Raphaël Léger: With Cléa Vincent, my girlfriend’s band, yes. But with Tahiti 80, it’s in English because it can be internationally successful. Personally, I prefer to sing in French. When I started to write songs, it was in English because I was a bit caught up in Tahiti 80. But i quickly felt like i was limited, because I am not at all bilingual. So, in some ways, the ease of expression in French allows me to express more what I wanted to say and the language sounds good too, it’s beautiful. I mess up the sound of words more than their meaning, which may be poetic but it passes after.

Victor T.: What other projects do you have?

Raphaël Léger: For Tahiti 80, I am the drummer, we are working on some arrangements in the studio and recording a new album at the moment, and we are going to go on tour in 2017. Alongside that, I have started to do some live drumming, or drumming on records for loads of my friends. Mehdi Zannad’s Fugu, Kumisolo… side projects are always coming and going, but generally, I work with 5 bands at once. Clea Vincent has become my main project, I am really invested in the writing. With Clea, we have kind of become two halves of a whole. I write the words and the music, I arrange it and then produce it, it’s really a job of personal investment. We are going to go on tour in 2017 where we will start writing the second album. We also move  house, we’ve got a good routine together.

Victor T.: In 2017, I’m going to go and do a PHD at Oxford university in England, and also hope to do a bit of music. I’m also looking for a girlfriend, which is a work in progress.

Raphaël Léger: Jesus!

Victor T.: You get one chance, you know! I’ve never had the chance to make music with a girlfriend. It’s important that you both have the same vision and taste in music, it can’t just be a case of « yeah she’s not bad at singing ».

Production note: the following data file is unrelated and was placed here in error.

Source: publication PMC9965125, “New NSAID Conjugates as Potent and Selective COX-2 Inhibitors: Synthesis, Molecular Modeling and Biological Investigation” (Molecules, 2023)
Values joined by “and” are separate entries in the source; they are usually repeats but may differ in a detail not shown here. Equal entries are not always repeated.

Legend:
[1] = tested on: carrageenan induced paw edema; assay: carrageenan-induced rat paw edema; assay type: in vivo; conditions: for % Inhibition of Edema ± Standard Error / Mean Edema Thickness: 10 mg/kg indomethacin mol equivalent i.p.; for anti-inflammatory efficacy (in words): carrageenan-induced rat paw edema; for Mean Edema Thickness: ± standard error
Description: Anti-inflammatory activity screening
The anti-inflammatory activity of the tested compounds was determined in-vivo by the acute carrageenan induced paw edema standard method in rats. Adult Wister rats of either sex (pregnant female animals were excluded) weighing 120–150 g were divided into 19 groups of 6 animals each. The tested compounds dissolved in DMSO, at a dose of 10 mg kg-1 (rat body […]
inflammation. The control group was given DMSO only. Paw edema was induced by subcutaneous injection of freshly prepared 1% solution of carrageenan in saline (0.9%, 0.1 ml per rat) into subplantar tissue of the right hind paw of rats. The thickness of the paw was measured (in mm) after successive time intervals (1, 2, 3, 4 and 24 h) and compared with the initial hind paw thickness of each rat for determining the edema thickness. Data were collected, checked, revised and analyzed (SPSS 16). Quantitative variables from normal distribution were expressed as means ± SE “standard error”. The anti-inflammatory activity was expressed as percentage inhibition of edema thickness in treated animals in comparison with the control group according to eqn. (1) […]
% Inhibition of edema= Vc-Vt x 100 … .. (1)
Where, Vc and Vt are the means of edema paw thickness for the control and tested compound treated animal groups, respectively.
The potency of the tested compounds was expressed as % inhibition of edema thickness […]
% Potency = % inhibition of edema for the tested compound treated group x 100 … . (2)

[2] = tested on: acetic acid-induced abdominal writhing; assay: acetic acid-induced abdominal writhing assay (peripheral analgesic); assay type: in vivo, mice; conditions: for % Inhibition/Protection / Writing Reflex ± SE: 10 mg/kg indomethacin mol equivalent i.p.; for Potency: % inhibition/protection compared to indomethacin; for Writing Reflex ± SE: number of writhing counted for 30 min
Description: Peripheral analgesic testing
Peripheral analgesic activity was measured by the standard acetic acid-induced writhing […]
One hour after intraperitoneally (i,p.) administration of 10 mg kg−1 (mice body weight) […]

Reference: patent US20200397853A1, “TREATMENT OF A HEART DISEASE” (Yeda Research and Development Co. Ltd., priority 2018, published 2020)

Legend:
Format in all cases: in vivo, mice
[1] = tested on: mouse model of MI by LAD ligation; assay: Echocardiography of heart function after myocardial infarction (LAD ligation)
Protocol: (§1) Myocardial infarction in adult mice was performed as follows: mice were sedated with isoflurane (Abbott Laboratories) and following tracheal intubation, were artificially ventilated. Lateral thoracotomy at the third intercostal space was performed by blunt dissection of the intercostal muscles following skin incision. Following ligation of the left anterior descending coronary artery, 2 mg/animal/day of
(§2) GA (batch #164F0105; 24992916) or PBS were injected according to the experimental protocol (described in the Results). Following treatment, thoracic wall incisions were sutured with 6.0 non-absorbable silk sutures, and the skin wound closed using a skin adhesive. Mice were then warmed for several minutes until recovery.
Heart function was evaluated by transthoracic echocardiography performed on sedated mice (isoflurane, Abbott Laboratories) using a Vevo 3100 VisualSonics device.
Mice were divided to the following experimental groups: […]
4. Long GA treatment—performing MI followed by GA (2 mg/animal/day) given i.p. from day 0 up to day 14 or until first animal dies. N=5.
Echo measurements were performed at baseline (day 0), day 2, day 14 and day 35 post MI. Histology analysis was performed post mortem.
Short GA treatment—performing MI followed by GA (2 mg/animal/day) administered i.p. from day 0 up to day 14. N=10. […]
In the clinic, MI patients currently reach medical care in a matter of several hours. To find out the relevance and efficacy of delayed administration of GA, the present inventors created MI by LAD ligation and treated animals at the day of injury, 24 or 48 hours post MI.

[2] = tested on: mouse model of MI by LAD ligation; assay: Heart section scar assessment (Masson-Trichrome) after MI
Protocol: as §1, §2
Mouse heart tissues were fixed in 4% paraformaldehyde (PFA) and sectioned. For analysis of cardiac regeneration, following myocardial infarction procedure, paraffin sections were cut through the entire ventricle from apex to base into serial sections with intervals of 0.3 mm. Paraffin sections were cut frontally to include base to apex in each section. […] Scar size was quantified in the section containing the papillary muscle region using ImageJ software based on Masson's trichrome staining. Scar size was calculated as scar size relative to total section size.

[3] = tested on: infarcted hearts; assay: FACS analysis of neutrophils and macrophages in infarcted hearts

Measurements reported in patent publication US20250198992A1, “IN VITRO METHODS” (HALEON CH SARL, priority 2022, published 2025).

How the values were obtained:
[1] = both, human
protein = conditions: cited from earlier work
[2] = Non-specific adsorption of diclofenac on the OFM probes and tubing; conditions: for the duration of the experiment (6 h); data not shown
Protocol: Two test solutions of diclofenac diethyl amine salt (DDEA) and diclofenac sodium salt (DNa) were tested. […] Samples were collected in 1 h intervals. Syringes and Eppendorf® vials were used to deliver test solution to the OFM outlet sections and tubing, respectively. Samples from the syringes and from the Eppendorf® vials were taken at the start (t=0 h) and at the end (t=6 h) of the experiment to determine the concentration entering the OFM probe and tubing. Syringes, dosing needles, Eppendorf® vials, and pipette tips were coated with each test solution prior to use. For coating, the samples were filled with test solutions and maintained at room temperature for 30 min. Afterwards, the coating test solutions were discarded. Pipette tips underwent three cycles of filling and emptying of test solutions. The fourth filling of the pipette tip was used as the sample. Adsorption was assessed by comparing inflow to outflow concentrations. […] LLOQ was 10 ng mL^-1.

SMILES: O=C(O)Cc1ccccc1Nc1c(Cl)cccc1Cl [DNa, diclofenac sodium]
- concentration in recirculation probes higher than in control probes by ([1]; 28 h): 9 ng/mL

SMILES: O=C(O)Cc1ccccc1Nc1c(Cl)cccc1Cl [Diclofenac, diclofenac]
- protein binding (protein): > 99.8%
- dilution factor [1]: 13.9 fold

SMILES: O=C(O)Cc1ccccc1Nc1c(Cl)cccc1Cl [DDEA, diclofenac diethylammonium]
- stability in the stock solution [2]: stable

Raphaël Léger: I agree, what’s great about this project, is that you realise that the back and forth works well between us. I am very happy to be the man in Cléa’s shadows. Cléa is great as a figurehead and we both play to our respective strengths. I like working in the background, it’s comfortable. It keeps me calm. Sometimes, it can be a shock to work with your girlfriend. But that’s why there are so many people who would never work with their partner. But for us, it works. Sometimes, working between friends or with your other half it similar, it feels natural, do you see what I mean?

Victor T.: Completely. In the Shades there were two brothers, so all of the explosivity was contained within the two of them…

Raphaël Léger: I see. What are they up to now?

Victor T.: Ben Kerber has carried on with music and his older brother Etienne is going to become a Rabbi. I’ve been to his shabbats and he always rocks it!

Raphaël Léger: Thats a great band name, Shabbat Rock!

Victor T.: Seriously! And when I go there, I wear a Black Sabbath t-shirt.

Raphaël Léger: Will you invite me along next time? In any case, I’m so happy to have had this little bit of time to get to know you better. Because aside from ordering drinks together at Le Motel, we haven’t done much together!

Victor T.: Yes! We have finally had the chance to chat, and it was really interesting!

Raphaël Léger: Very interesting…

Raphael Leger Victor T Elodie Daguin Sephora Talmud
+++ Listen to Raphaël Léger and Victor T.’s playlist for Double Stories.

Interview by Séphora Talmud // Photos: Élodie Daguin.
Translated by Christabel Chubb.